Tuesday, June 27, 2006

Kingdom Coming or Kingdom Divided?

A few weeks ago, I heard an interview on Fresh Air with Salon's Michelle Goldberg, author of Kingdom Coming: The Rise of Christian Nationalism. The book's website describes the work like this:
In Kingdom Coming, Goldberg demonstrates how an increasingly bellicose fundamentalism is gaining traction throughout our national life, taking us on a tour of the parallel right-wing evangelical culture that is buoyed by Republican political patronage. Deep within the red zones of a divided America, we meet military veterans pledging to seize the nation in Christ's name, perfidious congressmen courting the confidence of neo-confederates and proponents of theocracy, and leaders of federally funded programs offering Jesus as the solution to the country'’s social problems.

With her trenchant interviews and the telling testimonies of the people behind this movement, Goldberg gains access into the hearts and minds of citizens who are striving to remake the secular Republic bequeathed by our founders into a Christian nation run according to their interpretation of scripture. In her examination of the ever-widening divide between believers and nonbelievers, Goldberg illustrates the subversive effect of this conservative stranglehold nationwide. In an age when faith rather than reason is heralded and the values of the Enlightenment are threatened by a mystical nationalism claiming divine sanction, Kingdom Coming brings us face to face with the irrational forces that are remaking much of America.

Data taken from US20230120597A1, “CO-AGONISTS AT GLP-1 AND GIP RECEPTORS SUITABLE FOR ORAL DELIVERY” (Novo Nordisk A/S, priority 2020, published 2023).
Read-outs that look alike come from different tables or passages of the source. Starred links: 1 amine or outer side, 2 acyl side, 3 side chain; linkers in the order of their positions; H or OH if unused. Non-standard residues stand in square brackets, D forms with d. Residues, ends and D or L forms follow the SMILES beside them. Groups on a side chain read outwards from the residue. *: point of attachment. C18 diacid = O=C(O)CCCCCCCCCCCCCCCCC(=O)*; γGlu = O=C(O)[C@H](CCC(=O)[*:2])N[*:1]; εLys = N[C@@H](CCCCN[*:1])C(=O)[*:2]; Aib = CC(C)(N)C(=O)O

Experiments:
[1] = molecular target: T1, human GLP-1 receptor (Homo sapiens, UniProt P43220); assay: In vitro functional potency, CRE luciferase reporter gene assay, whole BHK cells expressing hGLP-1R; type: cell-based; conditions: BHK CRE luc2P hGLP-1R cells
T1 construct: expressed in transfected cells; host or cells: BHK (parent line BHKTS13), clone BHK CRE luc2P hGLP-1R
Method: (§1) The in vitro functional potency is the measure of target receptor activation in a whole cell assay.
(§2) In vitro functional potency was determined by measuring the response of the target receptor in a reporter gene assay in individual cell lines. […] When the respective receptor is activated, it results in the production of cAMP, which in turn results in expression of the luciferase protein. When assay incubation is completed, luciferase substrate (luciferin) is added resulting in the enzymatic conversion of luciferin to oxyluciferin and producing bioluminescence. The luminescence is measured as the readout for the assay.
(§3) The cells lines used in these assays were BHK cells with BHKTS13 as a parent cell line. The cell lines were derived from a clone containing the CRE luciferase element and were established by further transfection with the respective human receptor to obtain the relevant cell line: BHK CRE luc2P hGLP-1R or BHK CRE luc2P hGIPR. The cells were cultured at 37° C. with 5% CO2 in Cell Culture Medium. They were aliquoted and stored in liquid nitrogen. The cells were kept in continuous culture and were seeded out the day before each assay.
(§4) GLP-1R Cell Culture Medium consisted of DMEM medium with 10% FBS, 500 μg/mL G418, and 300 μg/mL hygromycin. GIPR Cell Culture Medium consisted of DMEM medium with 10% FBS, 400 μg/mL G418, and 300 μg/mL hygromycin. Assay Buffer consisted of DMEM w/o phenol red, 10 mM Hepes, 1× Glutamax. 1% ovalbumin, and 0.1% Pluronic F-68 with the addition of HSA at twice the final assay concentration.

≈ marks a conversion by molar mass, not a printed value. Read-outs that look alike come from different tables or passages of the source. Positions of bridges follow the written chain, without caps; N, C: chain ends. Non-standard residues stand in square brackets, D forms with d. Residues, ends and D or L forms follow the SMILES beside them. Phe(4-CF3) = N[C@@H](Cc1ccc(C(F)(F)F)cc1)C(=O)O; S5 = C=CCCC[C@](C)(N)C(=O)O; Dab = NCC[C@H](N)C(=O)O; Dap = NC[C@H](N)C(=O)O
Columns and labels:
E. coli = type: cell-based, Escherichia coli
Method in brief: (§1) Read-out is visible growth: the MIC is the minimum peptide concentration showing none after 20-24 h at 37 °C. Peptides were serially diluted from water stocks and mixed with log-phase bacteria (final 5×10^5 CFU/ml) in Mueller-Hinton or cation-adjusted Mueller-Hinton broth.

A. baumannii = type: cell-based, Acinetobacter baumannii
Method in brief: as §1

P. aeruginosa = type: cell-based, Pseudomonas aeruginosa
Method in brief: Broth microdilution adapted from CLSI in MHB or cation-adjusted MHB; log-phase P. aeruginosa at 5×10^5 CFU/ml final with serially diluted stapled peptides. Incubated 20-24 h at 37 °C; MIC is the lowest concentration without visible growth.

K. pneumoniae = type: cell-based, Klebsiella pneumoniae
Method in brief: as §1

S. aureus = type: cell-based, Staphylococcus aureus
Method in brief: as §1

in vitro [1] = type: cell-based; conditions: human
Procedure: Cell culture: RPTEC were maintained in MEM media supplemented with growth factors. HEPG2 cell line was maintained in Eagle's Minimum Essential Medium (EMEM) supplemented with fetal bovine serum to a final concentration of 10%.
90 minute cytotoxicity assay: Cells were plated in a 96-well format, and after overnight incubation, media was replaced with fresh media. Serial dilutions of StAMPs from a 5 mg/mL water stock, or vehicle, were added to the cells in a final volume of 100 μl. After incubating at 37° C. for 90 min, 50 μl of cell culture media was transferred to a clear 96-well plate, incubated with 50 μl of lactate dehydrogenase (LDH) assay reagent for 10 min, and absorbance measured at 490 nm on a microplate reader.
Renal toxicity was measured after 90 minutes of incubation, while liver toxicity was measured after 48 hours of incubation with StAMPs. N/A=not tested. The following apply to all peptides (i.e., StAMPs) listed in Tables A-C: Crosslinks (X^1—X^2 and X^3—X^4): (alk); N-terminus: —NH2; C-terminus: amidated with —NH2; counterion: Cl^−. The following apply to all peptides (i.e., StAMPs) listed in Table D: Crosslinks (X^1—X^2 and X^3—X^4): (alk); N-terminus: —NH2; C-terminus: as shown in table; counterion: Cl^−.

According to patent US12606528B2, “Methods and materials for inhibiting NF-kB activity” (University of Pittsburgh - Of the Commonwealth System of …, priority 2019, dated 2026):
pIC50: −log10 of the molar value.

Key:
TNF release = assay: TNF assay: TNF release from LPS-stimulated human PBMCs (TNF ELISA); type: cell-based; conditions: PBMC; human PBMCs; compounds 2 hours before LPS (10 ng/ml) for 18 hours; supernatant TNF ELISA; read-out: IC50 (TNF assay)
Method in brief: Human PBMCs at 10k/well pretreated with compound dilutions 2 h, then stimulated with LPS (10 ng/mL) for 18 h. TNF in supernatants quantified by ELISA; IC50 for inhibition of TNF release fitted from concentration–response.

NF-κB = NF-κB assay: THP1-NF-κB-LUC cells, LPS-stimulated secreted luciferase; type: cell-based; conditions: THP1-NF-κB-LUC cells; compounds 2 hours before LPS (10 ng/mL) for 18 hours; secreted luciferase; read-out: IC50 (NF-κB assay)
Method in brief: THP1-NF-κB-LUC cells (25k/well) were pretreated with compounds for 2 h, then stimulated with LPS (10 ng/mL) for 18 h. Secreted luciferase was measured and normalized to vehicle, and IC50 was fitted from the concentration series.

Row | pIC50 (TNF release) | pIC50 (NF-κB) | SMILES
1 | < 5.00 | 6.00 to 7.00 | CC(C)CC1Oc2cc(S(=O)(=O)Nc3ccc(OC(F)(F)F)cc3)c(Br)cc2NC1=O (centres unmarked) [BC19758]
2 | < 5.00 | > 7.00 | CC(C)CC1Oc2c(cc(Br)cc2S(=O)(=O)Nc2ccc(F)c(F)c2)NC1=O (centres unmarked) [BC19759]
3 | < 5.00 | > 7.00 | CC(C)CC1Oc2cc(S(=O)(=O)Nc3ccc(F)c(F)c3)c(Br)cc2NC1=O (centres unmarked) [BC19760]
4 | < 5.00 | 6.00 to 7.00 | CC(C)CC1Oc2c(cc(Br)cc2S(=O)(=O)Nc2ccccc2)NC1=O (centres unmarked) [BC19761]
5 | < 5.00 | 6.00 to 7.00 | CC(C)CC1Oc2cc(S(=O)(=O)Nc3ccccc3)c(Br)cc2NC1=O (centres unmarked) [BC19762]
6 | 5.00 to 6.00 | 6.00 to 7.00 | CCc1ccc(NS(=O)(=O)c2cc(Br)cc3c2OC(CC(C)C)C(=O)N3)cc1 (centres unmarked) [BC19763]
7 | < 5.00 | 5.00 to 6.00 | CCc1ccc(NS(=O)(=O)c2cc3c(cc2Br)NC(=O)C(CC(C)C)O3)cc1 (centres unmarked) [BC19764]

The interview with this soft-spoken, well-reasoned author disturbed me. One, because it was an uncomfortable view of a population I belong to at some level; that is, I am a Christian whose politics are informed by his faith. But there was something else that I couldn't quite put my finger on. I wondered if Goldberg wasn't missing something. You see, I do believe Jesus offers us solutions to social problems. That's because I believe Jesus offers us what each one of us desperately needs at our cores: reconciliationon with the Creator.

However, I also believe that faith and reason are not mutually exclusive, and that my Christian worldview is not part of an irrational force intent on remaking America. Is there no room in Goldberg's America for faith and reason? For Christianity and the Enlightenment? For belief and tolerance?

Today, I found this article on Slate. It gives me hope. It also reminds me of why I prefer Slate to Salon.


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